A length of T-bar (ordinarily used to support a suspended ceiling) is next added to the center of each completed tube holder to keep the 5-mil UV-X film that will be used to cover the collector from sagging down onto the tubes. Mortise a groove and cut a slot into the middle of each tube holder so the T-bar will set down flush with the tops of the pieces of wood. (Don't be afraid to file away the "bulb" on the bottom of the T-bar's "leg", if that's what it takes to make it fit down into the slot.)

Now's the time (before you close your collector up and make it too difficult to work on) to cut inlet and outlet air holes into one side of the box with a 3" hole saw. Smooth the edges of the holes with sandpaper, clean the sawdust out of the box, and slap a good coat of wood sealer onto all the wood—inside and out—that's still exposed on your collector.

Then stretch and staple the UV-X film to the box's top. The plastic covering should be further secured and protected—all the way around the face of the collector—with 3/4" X 3/4" outside corner molding. In addition (to keep air from blowing past, rather than through, the painted collector tubes), lengths of 1/8" X 3/4" screen molding should be cut to fit, laid down across the UV-X film, and securely screwed in place along the tops of the tube holders.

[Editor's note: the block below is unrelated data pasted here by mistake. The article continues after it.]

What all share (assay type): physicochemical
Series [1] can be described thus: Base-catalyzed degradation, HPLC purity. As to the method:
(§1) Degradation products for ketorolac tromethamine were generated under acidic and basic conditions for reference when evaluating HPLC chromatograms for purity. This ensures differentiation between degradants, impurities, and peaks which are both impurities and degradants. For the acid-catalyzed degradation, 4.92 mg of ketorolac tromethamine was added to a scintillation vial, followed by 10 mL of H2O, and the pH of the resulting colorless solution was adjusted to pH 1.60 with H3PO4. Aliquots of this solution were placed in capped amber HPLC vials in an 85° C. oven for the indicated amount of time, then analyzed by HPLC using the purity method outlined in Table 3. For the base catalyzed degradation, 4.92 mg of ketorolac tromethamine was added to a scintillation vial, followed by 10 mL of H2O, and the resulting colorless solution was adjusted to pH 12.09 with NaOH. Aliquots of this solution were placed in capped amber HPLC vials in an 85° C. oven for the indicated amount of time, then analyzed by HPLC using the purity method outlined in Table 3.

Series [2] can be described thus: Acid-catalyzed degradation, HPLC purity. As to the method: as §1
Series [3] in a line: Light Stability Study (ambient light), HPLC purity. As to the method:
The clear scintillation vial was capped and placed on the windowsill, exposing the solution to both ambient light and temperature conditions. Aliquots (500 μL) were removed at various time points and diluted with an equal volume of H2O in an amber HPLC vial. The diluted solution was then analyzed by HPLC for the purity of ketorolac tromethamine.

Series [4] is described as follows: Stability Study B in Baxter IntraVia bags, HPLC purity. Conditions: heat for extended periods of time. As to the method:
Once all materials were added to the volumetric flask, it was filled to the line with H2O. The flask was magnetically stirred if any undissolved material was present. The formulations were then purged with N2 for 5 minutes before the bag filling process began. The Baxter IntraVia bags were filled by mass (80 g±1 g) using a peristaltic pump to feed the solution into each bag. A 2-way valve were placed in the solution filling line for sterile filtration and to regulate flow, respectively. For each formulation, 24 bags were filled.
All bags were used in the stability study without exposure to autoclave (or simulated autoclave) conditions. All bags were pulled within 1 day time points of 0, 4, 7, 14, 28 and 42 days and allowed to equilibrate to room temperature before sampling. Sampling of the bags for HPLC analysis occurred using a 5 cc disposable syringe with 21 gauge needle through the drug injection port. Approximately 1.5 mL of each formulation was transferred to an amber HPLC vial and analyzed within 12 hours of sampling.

That's it. If you now hook a scrounged-up small (100- to 200-cubic-feet-per-minute) blower to your new collector's inlet hole, attach a flexible hose to its outlet, and aim the energy catcher at the sun. You'll find that the unit will give you up to 6,250 Btu's per hour on a clear day, which is enough to heat a room, dry your clothes, or dehydrate food in a bin. Experiment a little! And let us know how you come out.


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Post a comment below.

 

Michael Cassidy
5/6/2012 8:15:47 PM
Mother Earth should probably remove this article. It was written before we knew the danger of improperly disposed of mercury! Anyone that does this project is not only illegally disposing of mercury, they are also exposing themselves to high levels of mercury and it does not go away, it just builds up in your body and can have serious health effects. There are many other ways to build a solar air heat collector than this very dangerous method. Please remove this article so no one mistakes it for a safe project.

Mills_2
7/11/2009 10:43:30 AM
Exactly what is this solar collector supposed to collect - water or hot air? What kind of working application is this for? You did not make this clear!

Ed_21
12/22/2007 11:36:18 AM
What about the mercury that these tubes contain? Are you just dumping it?

David_112
7/30/2007 2:05:55 AM
I have found putting iron fileings into the tube ( found around any work bench vice )and rubbing a speaker magnet back and forward wraped in a cloth ( to revent scraching )a very good way of cleaning a tube out. It gives very good controll of the cleaning. and the fileings can be used over and over again.